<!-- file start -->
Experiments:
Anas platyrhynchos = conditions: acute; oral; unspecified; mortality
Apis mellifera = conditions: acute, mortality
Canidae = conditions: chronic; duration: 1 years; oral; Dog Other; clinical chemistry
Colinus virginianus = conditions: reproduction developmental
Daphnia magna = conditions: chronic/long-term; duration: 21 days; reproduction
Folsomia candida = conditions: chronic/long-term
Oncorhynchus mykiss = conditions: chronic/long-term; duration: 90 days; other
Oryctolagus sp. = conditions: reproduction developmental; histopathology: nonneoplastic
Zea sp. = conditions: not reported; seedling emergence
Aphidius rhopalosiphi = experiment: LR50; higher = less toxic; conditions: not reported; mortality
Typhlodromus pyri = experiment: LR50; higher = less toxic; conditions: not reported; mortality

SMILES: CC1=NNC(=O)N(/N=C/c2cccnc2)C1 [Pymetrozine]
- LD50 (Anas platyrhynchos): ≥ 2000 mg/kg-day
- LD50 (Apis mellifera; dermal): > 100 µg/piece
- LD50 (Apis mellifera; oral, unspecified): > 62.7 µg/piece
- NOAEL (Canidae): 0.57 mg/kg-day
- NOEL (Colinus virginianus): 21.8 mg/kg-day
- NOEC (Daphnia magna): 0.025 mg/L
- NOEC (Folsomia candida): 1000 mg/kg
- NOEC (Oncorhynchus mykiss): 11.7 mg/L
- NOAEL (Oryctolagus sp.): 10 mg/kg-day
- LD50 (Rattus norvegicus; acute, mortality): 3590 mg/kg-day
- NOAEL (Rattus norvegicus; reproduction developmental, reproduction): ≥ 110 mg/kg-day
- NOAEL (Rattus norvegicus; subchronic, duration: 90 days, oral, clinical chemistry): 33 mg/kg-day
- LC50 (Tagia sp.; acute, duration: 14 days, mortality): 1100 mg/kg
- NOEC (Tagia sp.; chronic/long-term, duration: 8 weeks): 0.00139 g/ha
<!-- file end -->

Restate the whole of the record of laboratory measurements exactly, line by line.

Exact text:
Experiments:
Anas platyrhynchos = conditions: acute; oral; unspecified; mortality
Apis mellifera = conditions: acute, mortality
Canidae = conditions: chronic; duration: 1 years; oral; Dog Other; clinical chemistry
Colinus virginianus = conditions: reproduction developmental
Daphnia magna = conditions: chronic/long-term; duration: 21 days; reproduction
Folsomia candida = conditions: chronic/long-term
Oncorhynchus mykiss = conditions: chronic/long-term; duration: 90 days; other
Oryctolagus sp. = conditions: reproduction developmental; histopathology: nonneoplastic
Zea sp. = conditions: not reported; seedling emergence
Aphidius rhopalosiphi = experiment: LR50; higher = less toxic; conditions: not reported; mortality
Typhlodromus pyri = experiment: LR50; higher = less toxic; conditions: not reported; mortality

SMILES: CC1=NNC(=O)N(/N=C/c2cccnc2)C1 [Pymetrozine]
- LD50 (Anas platyrhynchos): ≥ 2000 mg/kg-day
- LD50 (Apis mellifera; dermal): > 100 µg/piece
- LD50 (Apis mellifera; oral, unspecified): > 62.7 µg/piece
- NOAEL (Canidae): 0.57 mg/kg-day
- NOEL (Colinus virginianus): 21.8 mg/kg-day
- NOEC (Daphnia magna): 0.025 mg/L
- NOEC (Folsomia candida): 1000 mg/kg
- NOEC (Oncorhynchus mykiss): 11.7 mg/L
- NOAEL (Oryctolagus sp.): 10 mg/kg-day
- LD50 (Rattus norvegicus; acute, mortality): 3590 mg/kg-day
- NOAEL (Rattus norvegicus; reproduction developmental, reproduction): ≥ 110 mg/kg-day
- NOAEL (Rattus norvegicus; subchronic, duration: 90 days, oral, clinical chemistry): 33 mg/kg-day
- LC50 (Tagia sp.; acute, duration: 14 days, mortality): 1100 mg/kg
- NOEC (Tagia sp.; chronic/long-term, duration: 8 weeks): 0.00139 g/ha